If you’ve had any sort of insight into tech over the past year, you’ve probably heard of blockchain technology. If you don’t know, blockchain powers Bitcoin, but it is not Bitcoin, nor is it strictly related to currency. Its explosive growth has lead people to start thinking about using the technology in new, and unique ways. To understand how this new tech will impact and disrupt digital marketing, it’s important to understand what blockchain is.
What is Blockchain?
Blockchain is a “distributed ledger that can record transactions between two parties efficiently, and in a verifiable permanent way.” In other words, it places all transactions within a decentralized database in a series of “data blocks” that cannot be altered or changed in anyway (i.e., immutable). Over time, as the number of transactions grows, so will the blockchain.
In today’s world, all records are kept in centralized databases that only a few select people or organizations have access to. Due to this, people need to be able to trust the central authority that the databases are of maximum integrity and will not be mishandled in any way. However, the recent Equifax debacle has shown that centralized systems cannot be trusted.
By placing these transactions within the blockchain, it will essentially create a “trustless” system through encryption, thus eliminating the need for middlemen and organizations like Equifax, thus improving efficiency and security. Although data, like ads, become “public” on the blockchain, they are still hidden (i.e., encrypted) and represented by a series of numbers and letters (e.g., 0xjd725bfkk2tf3hb599g). Exactly how a decentralized system like blockchain can help improve security and efficiency without a middleman is a bit beyond the scope of this post, but if you’re interested simply do a Google search for “blockchain security.”
To understand why this is so impactful, let’s take the example of organic foods. As it stands today, any company can label a food as “organic” but this may not actually be the case. In the end, the consumer will never know the difference. If blockchain is used in the supply chain for organic food, the entire history of every specific food, from the farmer who planted to seeds to the supermarket it ends up in, is entirely visible to everyone. Therefore, we as consumers will know with certainty if a food is organic or not.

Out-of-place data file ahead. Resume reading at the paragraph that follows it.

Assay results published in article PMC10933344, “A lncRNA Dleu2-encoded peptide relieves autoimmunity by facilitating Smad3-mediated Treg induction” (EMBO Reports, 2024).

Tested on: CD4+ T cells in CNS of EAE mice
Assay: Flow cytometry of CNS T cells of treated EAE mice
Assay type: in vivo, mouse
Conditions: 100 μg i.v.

Application to Digital Marketing
If you’re at all familiar with the current digital marketing ecosystem, you’ve probably seen the infographic below:
That’s a lot of middlemen. And for every middleman that an advertisement must go through to reach the target audience, there is a slice of the ad budget taken out for each of them. In other words, you’re only able to spend about 50% of an ad budget on the target. The rest is used to pay these middlemen. Unfortunately, exactly how much is not transparent to the advertiser. Not only that, there is rampant fraud within the digital marketing industry due to bots. In 2017 alone, losses due to bot fraud reached $6.5 billion globally.
Finally, there is an exponential rise in people using ad blockers due to being served “annoying” or “irrelevant” ads ruining the user experience. In 2016, 615 million devices had some sort of ad blocking software installed on browsers. This number is expected to increase as people become more aware of ad blockers and as the tech savvy population continues to grow. However, despite these negatives, digital advertising remains one of the best (if not the best) ways to reach a target market for any business or industry.
One idea that is currently being developed is monetizing the sole resource users provide to view ads: their attention. There are several companies looking to do this, but Brave/BAT (Basic Attention Token) is the current leader for this unique model.
The gist is that users will choose to opt into being advertised to through the privacy-focused Brave browser, and the compensation for doing so is BAT, which is a token (i.e., cryptocurrency) built on the Ethereum blockchain. Users generate BAT as they view ads and can use BAT to pay publishers for premium content and services (or cash out into fiat currency). Users can also “tip” publishers who are opted into the BAT network. Publishers can not only gain BAT from tips, but also for serving ads through their website. The thought is that BAT has value because people’s attention and time has value. Also, ads can be better targeted without releasing people’s valuable data, since data will be kept strictly within the browser/device itself vs. shared with advertisers.
The use of blockchain will allow for unique identification of individuals, while preserving personal identities, through encryption, thus ensuring no bot fraud. Additionally, by placing ads on the blockchain itself, these ads can be served directly to users, which eliminates the need for middlemen. Finally, by offering a system of compensation through a token valued by a user’s attention, ad blocking should theoretically decrease.
Whether or not Brave/BAT or other related digital marketing blockchain tech takes off is yet to be determined (Brave/BAT is currently live and in use, however). One thing is for sure though: blockchain is here to stay and will eventually replace the current digital marketing ecosystem, which is riddled with inefficiencies and fraud. This is a good thing for everyone involved; as ad quality is forced to improve, users get compensated for their attention, and publishers generate more revenue, thus improving the quality of publishers’ content.
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